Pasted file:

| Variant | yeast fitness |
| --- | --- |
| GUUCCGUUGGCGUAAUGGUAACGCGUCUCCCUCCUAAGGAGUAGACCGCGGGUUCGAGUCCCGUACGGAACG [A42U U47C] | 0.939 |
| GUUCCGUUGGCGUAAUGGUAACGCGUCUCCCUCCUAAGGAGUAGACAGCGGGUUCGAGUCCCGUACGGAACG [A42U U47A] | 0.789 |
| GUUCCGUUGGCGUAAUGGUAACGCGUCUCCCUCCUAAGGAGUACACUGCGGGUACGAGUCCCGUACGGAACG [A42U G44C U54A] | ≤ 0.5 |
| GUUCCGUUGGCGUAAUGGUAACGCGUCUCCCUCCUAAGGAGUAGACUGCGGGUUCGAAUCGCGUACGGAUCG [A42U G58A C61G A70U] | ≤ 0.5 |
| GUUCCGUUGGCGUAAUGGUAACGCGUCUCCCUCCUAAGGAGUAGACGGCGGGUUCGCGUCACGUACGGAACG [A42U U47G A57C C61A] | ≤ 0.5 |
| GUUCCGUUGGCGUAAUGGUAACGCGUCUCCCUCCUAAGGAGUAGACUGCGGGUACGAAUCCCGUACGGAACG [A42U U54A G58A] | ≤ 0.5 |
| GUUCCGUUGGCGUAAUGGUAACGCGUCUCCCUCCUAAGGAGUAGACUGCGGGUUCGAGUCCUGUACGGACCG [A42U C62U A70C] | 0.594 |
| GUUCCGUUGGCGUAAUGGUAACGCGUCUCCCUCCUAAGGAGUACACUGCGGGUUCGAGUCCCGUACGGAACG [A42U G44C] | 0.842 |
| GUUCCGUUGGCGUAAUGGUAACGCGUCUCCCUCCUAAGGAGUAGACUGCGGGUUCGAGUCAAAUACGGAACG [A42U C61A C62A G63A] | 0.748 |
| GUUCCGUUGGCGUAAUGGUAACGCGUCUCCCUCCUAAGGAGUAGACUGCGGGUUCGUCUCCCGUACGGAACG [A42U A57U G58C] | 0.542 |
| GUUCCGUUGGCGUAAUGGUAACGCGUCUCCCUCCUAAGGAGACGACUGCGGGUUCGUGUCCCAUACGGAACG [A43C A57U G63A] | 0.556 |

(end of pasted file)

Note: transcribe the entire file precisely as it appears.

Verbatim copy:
| Variant | yeast fitness |
| --- | --- |
| GUUCCGUUGGCGUAAUGGUAACGCGUCUCCCUCCUAAGGAGUAGACCGCGGGUUCGAGUCCCGUACGGAACG [A42U U47C] | 0.939 |
| GUUCCGUUGGCGUAAUGGUAACGCGUCUCCCUCCUAAGGAGUAGACAGCGGGUUCGAGUCCCGUACGGAACG [A42U U47A] | 0.789 |
| GUUCCGUUGGCGUAAUGGUAACGCGUCUCCCUCCUAAGGAGUACACUGCGGGUACGAGUCCCGUACGGAACG [A42U G44C U54A] | ≤ 0.5 |
| GUUCCGUUGGCGUAAUGGUAACGCGUCUCCCUCCUAAGGAGUAGACUGCGGGUUCGAAUCGCGUACGGAUCG [A42U G58A C61G A70U] | ≤ 0.5 |
| GUUCCGUUGGCGUAAUGGUAACGCGUCUCCCUCCUAAGGAGUAGACGGCGGGUUCGCGUCACGUACGGAACG [A42U U47G A57C C61A] | ≤ 0.5 |
| GUUCCGUUGGCGUAAUGGUAACGCGUCUCCCUCCUAAGGAGUAGACUGCGGGUACGAAUCCCGUACGGAACG [A42U U54A G58A] | ≤ 0.5 |
| GUUCCGUUGGCGUAAUGGUAACGCGUCUCCCUCCUAAGGAGUAGACUGCGGGUUCGAGUCCUGUACGGACCG [A42U C62U A70C] | 0.594 |
| GUUCCGUUGGCGUAAUGGUAACGCGUCUCCCUCCUAAGGAGUACACUGCGGGUUCGAGUCCCGUACGGAACG [A42U G44C] | 0.842 |
| GUUCCGUUGGCGUAAUGGUAACGCGUCUCCCUCCUAAGGAGUAGACUGCGGGUUCGAGUCAAAUACGGAACG [A42U C61A C62A G63A] | 0.748 |
| GUUCCGUUGGCGUAAUGGUAACGCGUCUCCCUCCUAAGGAGUAGACUGCGGGUUCGUCUCCCGUACGGAACG [A42U A57U G58C] | 0.542 |
| GUUCCGUUGGCGUAAUGGUAACGCGUCUCCCUCCUAAGGAGACGACUGCGGGUUCGUGUCCCAUACGGAACG [A43C A57U G63A] | 0.556 |